~Risk #8: Growth That’s Too Good to Be True?
At first blush, SolarCity’s potential growth opportunity boggles the mind…
The company’s tapping into a $368 billion U.S. electricity market, based on 2010 data from the Energy Information Agency. At the same time, it’s also capitalizing on the craze to “go green.” Lawrence Berkeley National Laboratory estimates that from 2009 to 2020, the energy efficiency services sector will increase more than four-fold, to $80 billion.
SolarCity’s systems are a value proposition. They allow customers to buy electricity for less than traditional electricity. The company says its current blended average rate is about $0.15 per kilowatt-hour, or kWh.
But how much of the total electricity sold in the United States costs more than $0.15 per kWh? Not much. Only $58 billion, or about 15% of the total market.
Thanks to increasing electricity rates of about 3.3% over the last decade, however, SolarCity estimates that its total addressable market will grow to $170 billion per year by 2017. But that’s assuming electricity prices keep increasing by the same rate – and that SolarCity’s costs don’t go up.
Both are pretty big assumptions.
What’s more, if we take into account that roughly half of U.S. households don’t have high enough credit scores to qualify for a SolarCity system, the company’s growth opportunity drops to half the advertised size. And that’s before we get to the biggest assumption about SolarCity’s growth opportunity…
The company’s systems work by interconnecting with the traditional power grid. And thanks to what’s known as net energy metering policies in 43 states, any excess power generated by the system is fed back into the grid, providing the customer with a credit. At the end of the month, the customer simply pays for the net energy used – or receives a credit at the retail rate if more energy is produced than consumed.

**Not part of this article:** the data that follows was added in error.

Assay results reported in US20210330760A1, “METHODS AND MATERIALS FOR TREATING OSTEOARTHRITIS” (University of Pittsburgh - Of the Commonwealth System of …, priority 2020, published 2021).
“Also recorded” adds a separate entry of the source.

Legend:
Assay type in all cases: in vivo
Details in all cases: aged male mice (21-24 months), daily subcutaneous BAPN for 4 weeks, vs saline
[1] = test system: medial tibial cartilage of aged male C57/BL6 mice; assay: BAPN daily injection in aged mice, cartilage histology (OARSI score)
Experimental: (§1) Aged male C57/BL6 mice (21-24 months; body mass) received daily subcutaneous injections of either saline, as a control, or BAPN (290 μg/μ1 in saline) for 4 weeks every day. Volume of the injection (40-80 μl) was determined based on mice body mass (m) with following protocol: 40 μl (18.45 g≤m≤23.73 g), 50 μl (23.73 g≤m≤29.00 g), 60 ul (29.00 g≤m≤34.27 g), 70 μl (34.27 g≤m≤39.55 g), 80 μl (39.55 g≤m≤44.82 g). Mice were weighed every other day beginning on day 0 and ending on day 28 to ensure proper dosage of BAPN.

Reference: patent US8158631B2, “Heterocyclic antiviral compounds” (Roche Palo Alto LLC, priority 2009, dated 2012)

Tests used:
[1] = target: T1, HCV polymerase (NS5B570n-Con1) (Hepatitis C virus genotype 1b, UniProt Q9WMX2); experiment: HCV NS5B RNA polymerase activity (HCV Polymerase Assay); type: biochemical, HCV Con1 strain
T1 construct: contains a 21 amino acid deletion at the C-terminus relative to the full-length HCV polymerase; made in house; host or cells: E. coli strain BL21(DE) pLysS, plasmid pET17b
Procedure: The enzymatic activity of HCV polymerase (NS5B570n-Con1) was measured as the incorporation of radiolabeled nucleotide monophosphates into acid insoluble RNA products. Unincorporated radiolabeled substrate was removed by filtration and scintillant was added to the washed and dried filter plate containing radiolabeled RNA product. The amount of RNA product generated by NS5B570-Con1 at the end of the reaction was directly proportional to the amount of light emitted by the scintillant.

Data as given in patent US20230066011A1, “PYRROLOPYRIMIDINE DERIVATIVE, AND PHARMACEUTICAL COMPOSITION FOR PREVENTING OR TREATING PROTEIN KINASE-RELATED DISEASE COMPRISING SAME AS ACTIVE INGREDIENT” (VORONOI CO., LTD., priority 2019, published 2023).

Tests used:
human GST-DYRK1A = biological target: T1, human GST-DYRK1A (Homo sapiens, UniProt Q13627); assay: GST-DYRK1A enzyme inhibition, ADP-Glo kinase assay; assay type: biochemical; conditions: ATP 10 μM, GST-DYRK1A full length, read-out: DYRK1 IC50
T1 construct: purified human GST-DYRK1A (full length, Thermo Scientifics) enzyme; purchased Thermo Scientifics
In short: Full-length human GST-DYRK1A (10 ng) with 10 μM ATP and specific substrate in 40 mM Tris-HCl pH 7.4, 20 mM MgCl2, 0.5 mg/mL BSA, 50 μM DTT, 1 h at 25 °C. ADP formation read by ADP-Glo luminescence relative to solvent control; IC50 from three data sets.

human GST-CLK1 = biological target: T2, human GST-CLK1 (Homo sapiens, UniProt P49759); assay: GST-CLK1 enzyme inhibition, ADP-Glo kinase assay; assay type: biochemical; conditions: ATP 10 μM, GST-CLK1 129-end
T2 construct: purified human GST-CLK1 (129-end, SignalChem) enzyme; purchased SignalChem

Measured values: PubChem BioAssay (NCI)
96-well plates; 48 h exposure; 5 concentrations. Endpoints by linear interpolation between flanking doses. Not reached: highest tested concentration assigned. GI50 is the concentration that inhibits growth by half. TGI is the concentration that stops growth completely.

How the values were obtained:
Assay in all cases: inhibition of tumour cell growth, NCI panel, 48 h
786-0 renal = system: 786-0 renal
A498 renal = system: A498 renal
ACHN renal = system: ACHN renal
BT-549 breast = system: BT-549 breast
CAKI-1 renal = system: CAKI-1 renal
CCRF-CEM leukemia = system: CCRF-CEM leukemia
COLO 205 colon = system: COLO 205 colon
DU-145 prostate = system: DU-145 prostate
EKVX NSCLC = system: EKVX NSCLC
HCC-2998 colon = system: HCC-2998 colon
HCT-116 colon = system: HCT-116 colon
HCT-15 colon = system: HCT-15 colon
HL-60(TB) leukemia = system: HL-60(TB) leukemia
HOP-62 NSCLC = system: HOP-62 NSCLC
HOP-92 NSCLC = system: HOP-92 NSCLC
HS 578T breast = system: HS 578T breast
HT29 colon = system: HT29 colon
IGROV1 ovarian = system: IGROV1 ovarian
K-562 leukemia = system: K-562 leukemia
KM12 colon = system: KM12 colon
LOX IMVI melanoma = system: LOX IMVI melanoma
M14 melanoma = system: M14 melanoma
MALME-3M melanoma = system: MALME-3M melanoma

But what if states move away from net-metering policies? Or what if utilities don’t provide a full credit?
Do NOT Deposit Another Dollar in Your Bank Account Until You Read THIS
A CIA insider has launched an urgent mission to expose the government’s secret money lockdown plan…
Once you see what could happen next time you go to an ATM, you’ll understand why he’s sending a FREE copy of his new book to any American who answers right here.
I’ll let management break the news: “The absence of net metering for new customers would greatly limit demand for our solar energy systems.”
Translation: There wouldn’t be any new demand. Growth potential would drop to zero.
Even if states don’t abandon net metering, they could cap it (California currently does at 5% of total peak energy demand). And if they do, “future customers will be unable to recognize the cost savings associated with net metering.”
Bottom line: Cost savings are the primary, secondary and tertiary selling point for SolarCity. If the cost benefits disappear, the sales pitch becomes nothing more than an alternative energy sale: “Go green because it’s the right thing to do.”
Sorry folks, but the market that would buy into that thinking is infinitely smaller than the one that management’s currently targeting.
~ Risk #9: Copy Me… Because You Can!
Remember Groupon (GRPN)? It had one heck of a novel business model, but nothing to prevent competitors from knocking it off. And they did… in droves. As a result, Groupon’s stock got clobbered.